How to make Peruvian pork belly and pisco sour
By Latin America specialist Nik
Situated next to the terraced, whirlpool-like ruins of Moray, in Peru’s Sacred Valley, is renowned chef Virgilio Martínez’s acclaimed restaurant, Mil. Martínez is known globally as a master of avant-garde dishes inspired by the ingredients of his mother country.
Mil, a simple straw-roofed restaurant and former vicuña breeding hub, seats only 20. You can indulge in an eight-course meal, including pairings with various spirits, many created from local plants. The menu focuses on ingredients that grow in the immediate environment, mirroring the experimental testing grounds of the Inca site of Moray.
Each dish incorporates ingredients found at different altitudes. I especially loved the ‘Andean forest’ course, which featured pork belly, lupini beans, rocoto peppers and avocado.
I experimented with recreating the dish once I returned home, and came up with this recipe, which will hopefully bring a little bit of the Peruvian Andes to your kitchen.
Mil-inspired pork belly
About 225g (½ lb.) pork belly
1 tsp salt
½ tsp pepper
85g (½ cup) lupini beans
1 small rocoto pepper
- Rub the pork belly with salt and pepper. Cover the pork and refrigerate overnight.
- Remove the pork and roast for 30 minutes at 200 C (425 F), reduce heat to 130 C (300 F) and cook for an additional hour.
- While the pork is cooking, boil the lupini beans until tender. Slice the rocoto pepper and avocado.
- Top the tender pork with the beans, pepper, and avocado to serve.
Wash it down with a pisco sour
Both Peru and Chile claim to be the rightful homeland of pisco, a clear spirit distilled from fermented grape juice (it’s really a form of brandy). Given that it’s now 100 years since the first cocktail of this type was served in Lima by bartender Victor Morris, I like to think Peru gets the crown.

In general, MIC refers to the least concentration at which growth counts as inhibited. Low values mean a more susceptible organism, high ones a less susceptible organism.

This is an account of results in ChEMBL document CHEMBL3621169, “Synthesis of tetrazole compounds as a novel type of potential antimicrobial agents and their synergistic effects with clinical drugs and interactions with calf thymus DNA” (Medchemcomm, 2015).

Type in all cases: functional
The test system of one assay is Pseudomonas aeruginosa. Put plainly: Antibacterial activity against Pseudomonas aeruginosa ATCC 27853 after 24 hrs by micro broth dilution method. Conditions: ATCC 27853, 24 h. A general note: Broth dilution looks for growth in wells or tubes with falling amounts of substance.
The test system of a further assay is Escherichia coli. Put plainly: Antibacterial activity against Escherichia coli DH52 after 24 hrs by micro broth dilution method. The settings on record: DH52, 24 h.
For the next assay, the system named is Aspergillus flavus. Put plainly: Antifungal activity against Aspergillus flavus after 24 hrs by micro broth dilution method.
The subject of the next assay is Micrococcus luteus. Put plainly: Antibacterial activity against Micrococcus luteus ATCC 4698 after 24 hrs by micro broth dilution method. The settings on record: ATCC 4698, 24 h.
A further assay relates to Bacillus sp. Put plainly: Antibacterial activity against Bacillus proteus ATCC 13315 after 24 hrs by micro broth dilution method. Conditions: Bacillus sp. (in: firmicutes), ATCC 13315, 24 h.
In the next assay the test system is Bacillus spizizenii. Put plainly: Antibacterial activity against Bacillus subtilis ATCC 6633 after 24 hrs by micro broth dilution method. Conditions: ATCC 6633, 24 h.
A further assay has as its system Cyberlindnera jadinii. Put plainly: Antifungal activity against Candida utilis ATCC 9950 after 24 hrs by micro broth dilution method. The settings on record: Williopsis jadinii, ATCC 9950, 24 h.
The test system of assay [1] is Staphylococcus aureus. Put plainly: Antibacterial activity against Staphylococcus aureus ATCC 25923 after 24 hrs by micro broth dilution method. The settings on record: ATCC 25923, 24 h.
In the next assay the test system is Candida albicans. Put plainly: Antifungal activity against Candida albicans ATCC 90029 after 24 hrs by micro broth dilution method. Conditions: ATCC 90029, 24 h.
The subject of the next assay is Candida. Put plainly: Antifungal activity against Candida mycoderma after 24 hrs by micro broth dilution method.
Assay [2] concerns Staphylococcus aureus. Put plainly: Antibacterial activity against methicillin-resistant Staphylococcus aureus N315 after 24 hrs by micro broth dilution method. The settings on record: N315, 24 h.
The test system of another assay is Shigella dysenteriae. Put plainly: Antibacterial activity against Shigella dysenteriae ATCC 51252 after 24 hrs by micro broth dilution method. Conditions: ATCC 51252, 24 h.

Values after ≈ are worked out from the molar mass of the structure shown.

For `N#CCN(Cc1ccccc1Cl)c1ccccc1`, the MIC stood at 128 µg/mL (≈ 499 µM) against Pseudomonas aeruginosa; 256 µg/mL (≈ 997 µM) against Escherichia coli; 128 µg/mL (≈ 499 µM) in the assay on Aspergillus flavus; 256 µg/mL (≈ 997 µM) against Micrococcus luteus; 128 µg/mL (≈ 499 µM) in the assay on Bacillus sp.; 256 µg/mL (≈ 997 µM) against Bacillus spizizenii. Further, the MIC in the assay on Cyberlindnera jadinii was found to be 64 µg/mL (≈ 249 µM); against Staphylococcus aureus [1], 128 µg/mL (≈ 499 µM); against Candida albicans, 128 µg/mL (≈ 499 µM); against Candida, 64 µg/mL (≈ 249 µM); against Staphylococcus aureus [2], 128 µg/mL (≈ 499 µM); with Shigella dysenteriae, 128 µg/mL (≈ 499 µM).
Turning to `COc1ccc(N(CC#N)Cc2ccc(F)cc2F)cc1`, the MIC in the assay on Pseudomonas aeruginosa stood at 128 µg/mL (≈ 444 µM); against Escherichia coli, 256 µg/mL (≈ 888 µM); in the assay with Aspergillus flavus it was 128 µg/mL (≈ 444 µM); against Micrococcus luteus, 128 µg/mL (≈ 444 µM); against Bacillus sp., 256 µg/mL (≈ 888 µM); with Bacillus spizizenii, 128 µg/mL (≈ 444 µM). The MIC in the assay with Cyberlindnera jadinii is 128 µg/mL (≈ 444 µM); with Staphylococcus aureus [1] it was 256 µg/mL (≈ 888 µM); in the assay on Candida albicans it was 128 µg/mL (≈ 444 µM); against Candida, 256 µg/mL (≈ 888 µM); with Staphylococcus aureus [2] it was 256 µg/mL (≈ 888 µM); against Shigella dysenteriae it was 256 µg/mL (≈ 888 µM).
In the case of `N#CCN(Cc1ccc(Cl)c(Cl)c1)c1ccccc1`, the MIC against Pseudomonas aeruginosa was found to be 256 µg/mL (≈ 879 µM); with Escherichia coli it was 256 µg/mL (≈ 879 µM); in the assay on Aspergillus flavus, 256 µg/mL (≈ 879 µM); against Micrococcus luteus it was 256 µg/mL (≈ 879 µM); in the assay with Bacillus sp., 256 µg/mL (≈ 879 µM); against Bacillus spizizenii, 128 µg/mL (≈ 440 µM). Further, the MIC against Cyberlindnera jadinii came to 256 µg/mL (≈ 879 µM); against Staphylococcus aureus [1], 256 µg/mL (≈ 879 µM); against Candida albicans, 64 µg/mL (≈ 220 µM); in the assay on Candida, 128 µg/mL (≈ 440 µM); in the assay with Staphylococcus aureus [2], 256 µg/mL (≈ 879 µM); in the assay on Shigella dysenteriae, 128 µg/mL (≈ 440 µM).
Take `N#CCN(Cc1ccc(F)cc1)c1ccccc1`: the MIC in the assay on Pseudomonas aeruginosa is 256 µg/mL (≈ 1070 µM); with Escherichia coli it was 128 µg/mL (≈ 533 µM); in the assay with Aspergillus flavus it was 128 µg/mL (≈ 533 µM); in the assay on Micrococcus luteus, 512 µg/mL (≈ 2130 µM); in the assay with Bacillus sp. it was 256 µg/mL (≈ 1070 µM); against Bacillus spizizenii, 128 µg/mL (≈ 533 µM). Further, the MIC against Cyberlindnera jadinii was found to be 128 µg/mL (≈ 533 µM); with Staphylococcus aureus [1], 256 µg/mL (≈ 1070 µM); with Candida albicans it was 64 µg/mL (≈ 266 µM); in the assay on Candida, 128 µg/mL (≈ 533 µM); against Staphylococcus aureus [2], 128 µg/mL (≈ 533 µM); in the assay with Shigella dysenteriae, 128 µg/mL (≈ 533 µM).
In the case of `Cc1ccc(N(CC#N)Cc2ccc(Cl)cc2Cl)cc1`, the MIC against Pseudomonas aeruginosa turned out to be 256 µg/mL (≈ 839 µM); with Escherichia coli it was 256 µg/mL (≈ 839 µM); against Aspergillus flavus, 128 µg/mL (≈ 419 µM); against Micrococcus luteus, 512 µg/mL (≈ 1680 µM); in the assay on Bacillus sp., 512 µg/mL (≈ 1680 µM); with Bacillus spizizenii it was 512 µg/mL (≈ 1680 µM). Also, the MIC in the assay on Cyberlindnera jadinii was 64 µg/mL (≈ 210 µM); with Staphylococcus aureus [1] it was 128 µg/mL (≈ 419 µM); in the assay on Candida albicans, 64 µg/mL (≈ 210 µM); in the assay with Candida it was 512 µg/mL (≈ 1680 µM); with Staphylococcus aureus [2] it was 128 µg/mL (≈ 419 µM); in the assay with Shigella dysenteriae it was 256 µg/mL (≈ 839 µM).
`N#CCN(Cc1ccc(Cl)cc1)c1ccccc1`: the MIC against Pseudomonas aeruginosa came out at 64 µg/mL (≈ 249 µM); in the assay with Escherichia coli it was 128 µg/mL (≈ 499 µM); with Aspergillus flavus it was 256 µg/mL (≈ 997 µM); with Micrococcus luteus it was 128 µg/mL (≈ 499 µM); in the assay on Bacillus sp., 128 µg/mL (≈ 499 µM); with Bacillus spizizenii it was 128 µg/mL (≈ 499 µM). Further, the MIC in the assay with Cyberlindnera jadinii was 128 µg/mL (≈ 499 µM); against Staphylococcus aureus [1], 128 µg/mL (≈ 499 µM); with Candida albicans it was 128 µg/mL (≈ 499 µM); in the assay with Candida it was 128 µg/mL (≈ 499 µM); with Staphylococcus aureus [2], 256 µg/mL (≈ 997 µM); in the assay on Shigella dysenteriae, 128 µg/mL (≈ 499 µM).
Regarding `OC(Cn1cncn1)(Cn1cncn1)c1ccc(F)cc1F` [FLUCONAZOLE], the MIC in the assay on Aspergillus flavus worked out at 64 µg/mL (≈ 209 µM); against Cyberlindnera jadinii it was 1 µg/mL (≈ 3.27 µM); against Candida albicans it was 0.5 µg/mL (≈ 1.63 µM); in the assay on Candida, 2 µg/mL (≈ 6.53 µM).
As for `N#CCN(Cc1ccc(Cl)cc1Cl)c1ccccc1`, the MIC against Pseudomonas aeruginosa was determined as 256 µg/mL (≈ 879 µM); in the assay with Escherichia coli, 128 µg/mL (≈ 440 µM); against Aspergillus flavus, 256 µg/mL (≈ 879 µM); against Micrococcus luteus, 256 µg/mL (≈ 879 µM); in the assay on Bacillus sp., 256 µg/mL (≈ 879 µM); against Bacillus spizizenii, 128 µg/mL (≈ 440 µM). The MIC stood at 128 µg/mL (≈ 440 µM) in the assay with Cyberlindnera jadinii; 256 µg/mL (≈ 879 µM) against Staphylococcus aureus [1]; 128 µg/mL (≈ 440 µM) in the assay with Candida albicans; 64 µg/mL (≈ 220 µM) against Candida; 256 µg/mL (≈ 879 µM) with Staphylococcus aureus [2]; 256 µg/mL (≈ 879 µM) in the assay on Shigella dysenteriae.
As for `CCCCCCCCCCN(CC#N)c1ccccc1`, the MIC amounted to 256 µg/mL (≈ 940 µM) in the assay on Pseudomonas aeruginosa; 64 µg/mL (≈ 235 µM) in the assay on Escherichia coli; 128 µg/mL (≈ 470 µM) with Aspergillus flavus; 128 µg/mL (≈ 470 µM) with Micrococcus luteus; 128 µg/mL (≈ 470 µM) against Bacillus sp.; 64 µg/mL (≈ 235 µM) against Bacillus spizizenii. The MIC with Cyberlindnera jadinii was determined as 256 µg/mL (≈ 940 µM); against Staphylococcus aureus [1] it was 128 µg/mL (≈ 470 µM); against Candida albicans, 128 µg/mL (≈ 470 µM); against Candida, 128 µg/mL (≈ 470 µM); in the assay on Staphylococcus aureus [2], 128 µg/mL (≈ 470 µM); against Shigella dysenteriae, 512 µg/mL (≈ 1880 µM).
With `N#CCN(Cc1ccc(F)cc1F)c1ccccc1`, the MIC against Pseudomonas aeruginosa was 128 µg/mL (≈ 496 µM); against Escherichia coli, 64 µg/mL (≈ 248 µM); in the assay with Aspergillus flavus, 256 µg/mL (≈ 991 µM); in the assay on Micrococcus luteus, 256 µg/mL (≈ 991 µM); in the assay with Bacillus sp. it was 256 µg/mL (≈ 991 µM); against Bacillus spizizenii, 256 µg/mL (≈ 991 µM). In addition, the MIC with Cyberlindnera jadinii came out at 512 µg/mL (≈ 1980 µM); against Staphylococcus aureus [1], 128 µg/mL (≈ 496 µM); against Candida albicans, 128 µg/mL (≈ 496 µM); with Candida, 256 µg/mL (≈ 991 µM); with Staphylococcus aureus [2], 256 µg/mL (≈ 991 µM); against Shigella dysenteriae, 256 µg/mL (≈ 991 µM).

This is a recipe (in the loosest of terms) that I learned as part of a cooking course in Cuzco with Gerardo, a local chef who was passionate about food. Not only did he teach me how to cook local dishes and mix cocktails, he explained about the history of ingredients in Peru, and how they’ve been used in the past.
85 ml (2.9 fl. oz) pisco. Peruvian pisco tends to be slightly sweeter than its Chilean equivalent (I recommend you keep it in the freezer).
25 ml (0.8 fl. oz) lime juice
25 ml (0.8 fl. oz) simple syrup (50:50 white sugar:water)
1 egg white
- Retrieve the pisco from the freezer.
- Put the pisco, lime juice, syrup and egg white in a blender (or cocktail shaker, for that Tom Cruise moment), and blend until it has doubled in size.
- Mix in the ice until it’s well chilled.
- Pour into a glass: there should be a foamy egg-white head, which you can then decorate with three drops of Angostura bitters before serving.
We'd love to see your finished creations — tag your Instagram and Twitter posts with #theaudleyway and @audleytravel
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